What is sarcoma?

Sarcoma is a type of cancer that can affect different types of tissue on any part of the body. It occurs in the connective tissue, which includes the fat, blood vessels, nerves, bones, muscles, deep skin tissues and cartilage. It most commonly affects the arms and legs. Sarcoma also appears in the stomach and intestines, behind the abdomen and in the female reproductive system.

What are the different types of sarcoma?

There are three main types of sarcoma:

  • Soft tissue sarcoma – which develops in the supporting or connective tissue, such as the muscle, nerves, tendons, blood vessels and fibrous tissues.
  • Bone sarcoma – cancer that starts in the bone, which affects the legs most commonly.
  • Gastrointestinal stromal tumours (GIST) – develops in the gastrointestinal tract, which is a long tube that runs from the oesophagus to the anus, and includes the stomach and intestines. Most incidences of GISTs occur in the stomach and small bowel.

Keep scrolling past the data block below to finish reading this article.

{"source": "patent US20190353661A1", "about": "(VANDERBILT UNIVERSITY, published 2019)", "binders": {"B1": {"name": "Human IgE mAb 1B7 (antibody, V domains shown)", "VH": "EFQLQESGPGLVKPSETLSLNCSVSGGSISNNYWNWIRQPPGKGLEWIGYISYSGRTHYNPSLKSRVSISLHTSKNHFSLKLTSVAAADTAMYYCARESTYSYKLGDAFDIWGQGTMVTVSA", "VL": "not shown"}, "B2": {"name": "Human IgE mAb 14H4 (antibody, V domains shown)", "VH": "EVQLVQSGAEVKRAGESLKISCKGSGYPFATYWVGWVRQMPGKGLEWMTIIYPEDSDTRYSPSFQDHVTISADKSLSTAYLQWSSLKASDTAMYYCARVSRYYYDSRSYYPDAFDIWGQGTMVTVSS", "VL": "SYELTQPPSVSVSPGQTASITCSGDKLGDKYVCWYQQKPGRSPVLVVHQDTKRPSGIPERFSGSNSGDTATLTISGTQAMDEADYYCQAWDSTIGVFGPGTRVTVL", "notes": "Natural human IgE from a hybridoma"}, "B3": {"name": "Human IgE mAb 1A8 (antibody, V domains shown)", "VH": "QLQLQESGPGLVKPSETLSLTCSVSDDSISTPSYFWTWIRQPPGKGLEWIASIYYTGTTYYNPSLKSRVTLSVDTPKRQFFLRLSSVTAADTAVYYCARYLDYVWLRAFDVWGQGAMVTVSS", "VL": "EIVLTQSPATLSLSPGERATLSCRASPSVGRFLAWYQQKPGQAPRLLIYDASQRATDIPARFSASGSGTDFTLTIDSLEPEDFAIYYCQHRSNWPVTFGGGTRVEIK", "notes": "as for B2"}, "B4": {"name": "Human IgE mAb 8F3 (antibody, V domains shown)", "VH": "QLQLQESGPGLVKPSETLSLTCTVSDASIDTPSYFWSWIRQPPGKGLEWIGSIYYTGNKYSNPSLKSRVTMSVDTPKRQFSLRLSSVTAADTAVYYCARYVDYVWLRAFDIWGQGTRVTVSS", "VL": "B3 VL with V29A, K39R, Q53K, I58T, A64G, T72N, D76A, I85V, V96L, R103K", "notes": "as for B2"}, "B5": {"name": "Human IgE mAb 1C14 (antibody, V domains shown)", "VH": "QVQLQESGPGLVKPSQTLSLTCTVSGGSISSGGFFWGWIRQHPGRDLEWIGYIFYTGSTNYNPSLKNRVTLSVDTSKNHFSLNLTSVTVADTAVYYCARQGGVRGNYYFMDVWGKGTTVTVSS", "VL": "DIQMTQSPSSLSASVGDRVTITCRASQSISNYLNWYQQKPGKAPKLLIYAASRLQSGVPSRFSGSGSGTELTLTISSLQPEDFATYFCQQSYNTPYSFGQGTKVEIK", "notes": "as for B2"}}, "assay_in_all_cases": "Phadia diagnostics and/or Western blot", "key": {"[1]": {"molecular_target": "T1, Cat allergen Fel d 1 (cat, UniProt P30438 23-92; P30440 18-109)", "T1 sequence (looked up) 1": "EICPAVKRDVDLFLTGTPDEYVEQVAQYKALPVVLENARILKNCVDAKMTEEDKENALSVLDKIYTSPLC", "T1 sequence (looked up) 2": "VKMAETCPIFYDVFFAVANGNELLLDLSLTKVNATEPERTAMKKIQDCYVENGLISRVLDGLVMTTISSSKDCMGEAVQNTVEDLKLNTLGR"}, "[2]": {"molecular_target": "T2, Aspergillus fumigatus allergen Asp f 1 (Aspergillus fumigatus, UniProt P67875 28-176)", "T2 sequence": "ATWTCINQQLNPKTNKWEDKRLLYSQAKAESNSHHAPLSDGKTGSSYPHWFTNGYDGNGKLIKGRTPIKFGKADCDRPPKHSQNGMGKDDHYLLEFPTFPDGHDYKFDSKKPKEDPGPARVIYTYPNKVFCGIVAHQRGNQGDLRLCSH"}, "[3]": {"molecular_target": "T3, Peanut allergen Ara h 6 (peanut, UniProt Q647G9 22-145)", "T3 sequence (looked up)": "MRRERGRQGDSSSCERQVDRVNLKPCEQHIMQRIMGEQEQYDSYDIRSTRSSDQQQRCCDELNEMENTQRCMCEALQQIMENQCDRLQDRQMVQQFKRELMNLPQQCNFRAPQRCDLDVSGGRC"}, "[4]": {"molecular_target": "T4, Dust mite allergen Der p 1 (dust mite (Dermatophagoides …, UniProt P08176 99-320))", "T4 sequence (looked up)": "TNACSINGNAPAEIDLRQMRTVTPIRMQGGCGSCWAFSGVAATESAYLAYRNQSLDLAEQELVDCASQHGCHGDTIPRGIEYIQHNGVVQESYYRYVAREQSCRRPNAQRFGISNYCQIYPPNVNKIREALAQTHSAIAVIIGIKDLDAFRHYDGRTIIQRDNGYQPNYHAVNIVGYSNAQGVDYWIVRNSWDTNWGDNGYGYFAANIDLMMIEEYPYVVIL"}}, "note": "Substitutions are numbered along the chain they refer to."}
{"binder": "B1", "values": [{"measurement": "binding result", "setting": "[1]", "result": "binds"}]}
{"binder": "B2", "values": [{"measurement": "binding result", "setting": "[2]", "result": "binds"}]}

What are the symptoms of sarcoma?

In cases of soft tissue sarcoma, there are often no symptoms in the early stages. When symptoms do appear, they may include a noticeable lump or swelling that is usually painless.

Bone sarcoma may be painful with or without a lump and it affects the long bones in the arm or the leg or pelvis. There may be blood in the stool or the stools will have a black, tarry appearance in cases of tumours in the gastrointestinal system.

How is sarcoma diagnosed?

If you notice a lump that is getting bigger you should visit your doctor. The doctor will conduct a medical examination. Imaging tests such as X-ray, ultrasound, a CAT scan or MRI will be required. A biopsy, which is the removal of a small amount of tissue for examination under a microscope, will confirm whether it is cancer.

What are the treatment options for sarcoma?

The treatment that you will need will depend on the stage and grade of cancer and the type of sarcoma that you have. Surgery is usually the first method used to treat sarcoma and the surgeon will remove the tumour. They will also remove an area of normal tissue surrounding the tumour too to reduce the risk of cancer coming back. In some cases, additional radiotherapy or chemotherapy is required.

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